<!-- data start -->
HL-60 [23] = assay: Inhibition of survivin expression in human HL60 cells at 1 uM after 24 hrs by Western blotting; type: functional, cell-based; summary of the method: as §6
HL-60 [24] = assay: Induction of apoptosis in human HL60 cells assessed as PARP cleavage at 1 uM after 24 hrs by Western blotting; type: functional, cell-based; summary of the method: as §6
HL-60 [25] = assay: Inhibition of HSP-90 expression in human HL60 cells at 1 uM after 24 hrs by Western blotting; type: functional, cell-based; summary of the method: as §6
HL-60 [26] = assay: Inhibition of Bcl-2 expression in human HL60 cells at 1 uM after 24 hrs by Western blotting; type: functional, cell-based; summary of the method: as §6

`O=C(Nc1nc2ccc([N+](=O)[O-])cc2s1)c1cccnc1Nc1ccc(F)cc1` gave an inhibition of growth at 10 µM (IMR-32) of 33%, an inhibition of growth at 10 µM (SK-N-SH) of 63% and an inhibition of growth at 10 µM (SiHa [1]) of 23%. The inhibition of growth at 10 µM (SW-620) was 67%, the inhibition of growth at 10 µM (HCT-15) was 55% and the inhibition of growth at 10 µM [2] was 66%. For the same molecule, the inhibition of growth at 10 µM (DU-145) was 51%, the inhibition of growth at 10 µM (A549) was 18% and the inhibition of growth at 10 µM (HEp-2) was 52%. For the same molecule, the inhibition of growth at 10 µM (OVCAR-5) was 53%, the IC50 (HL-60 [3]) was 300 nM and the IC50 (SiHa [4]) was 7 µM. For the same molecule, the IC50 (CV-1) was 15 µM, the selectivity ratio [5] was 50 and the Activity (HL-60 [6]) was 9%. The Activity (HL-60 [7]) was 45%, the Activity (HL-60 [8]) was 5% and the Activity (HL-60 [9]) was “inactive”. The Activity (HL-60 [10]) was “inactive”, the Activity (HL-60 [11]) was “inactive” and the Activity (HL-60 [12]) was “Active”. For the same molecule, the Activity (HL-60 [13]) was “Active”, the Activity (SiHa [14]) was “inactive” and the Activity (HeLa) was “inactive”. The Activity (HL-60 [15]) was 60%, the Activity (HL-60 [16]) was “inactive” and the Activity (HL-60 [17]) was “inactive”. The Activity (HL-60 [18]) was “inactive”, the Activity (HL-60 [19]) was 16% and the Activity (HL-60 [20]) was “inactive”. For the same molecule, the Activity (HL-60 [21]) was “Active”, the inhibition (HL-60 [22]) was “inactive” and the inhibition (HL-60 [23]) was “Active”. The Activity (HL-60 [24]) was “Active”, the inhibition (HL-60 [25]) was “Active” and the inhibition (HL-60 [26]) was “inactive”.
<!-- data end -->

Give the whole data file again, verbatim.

HL-60 [23] = assay: Inhibition of survivin expression in human HL60 cells at 1 uM after 24 hrs by Western blotting; type: functional, cell-based; summary of the method: as §6
HL-60 [24] = assay: Induction of apoptosis in human HL60 cells assessed as PARP cleavage at 1 uM after 24 hrs by Western blotting; type: functional, cell-based; summary of the method: as §6
HL-60 [25] = assay: Inhibition of HSP-90 expression in human HL60 cells at 1 uM after 24 hrs by Western blotting; type: functional, cell-based; summary of the method: as §6
HL-60 [26] = assay: Inhibition of Bcl-2 expression in human HL60 cells at 1 uM after 24 hrs by Western blotting; type: functional, cell-based; summary of the method: as §6

`O=C(Nc1nc2ccc([N+](=O)[O-])cc2s1)c1cccnc1Nc1ccc(F)cc1` gave an inhibition of growth at 10 µM (IMR-32) of 33%, an inhibition of growth at 10 µM (SK-N-SH) of 63% and an inhibition of growth at 10 µM (SiHa [1]) of 23%. The inhibition of growth at 10 µM (SW-620) was 67%, the inhibition of growth at 10 µM (HCT-15) was 55% and the inhibition of growth at 10 µM [2] was 66%. For the same molecule, the inhibition of growth at 10 µM (DU-145) was 51%, the inhibition of growth at 10 µM (A549) was 18% and the inhibition of growth at 10 µM (HEp-2) was 52%. For the same molecule, the inhibition of growth at 10 µM (OVCAR-5) was 53%, the IC50 (HL-60 [3]) was 300 nM and the IC50 (SiHa [4]) was 7 µM. For the same molecule, the IC50 (CV-1) was 15 µM, the selectivity ratio [5] was 50 and the Activity (HL-60 [6]) was 9%. The Activity (HL-60 [7]) was 45%, the Activity (HL-60 [8]) was 5% and the Activity (HL-60 [9]) was “inactive”. The Activity (HL-60 [10]) was “inactive”, the Activity (HL-60 [11]) was “inactive” and the Activity (HL-60 [12]) was “Active”. For the same molecule, the Activity (HL-60 [13]) was “Active”, the Activity (SiHa [14]) was “inactive” and the Activity (HeLa) was “inactive”. The Activity (HL-60 [15]) was 60%, the Activity (HL-60 [16]) was “inactive” and the Activity (HL-60 [17]) was “inactive”. The Activity (HL-60 [18]) was “inactive”, the Activity (HL-60 [19]) was 16% and the Activity (HL-60 [20]) was “inactive”. For the same molecule, the Activity (HL-60 [21]) was “Active”, the inhibition (HL-60 [22]) was “inactive” and the inhibition (HL-60 [23]) was “Active”. The Activity (HL-60 [24]) was “Active”, the inhibition (HL-60 [25]) was “Active” and the inhibition (HL-60 [26]) was “inactive”.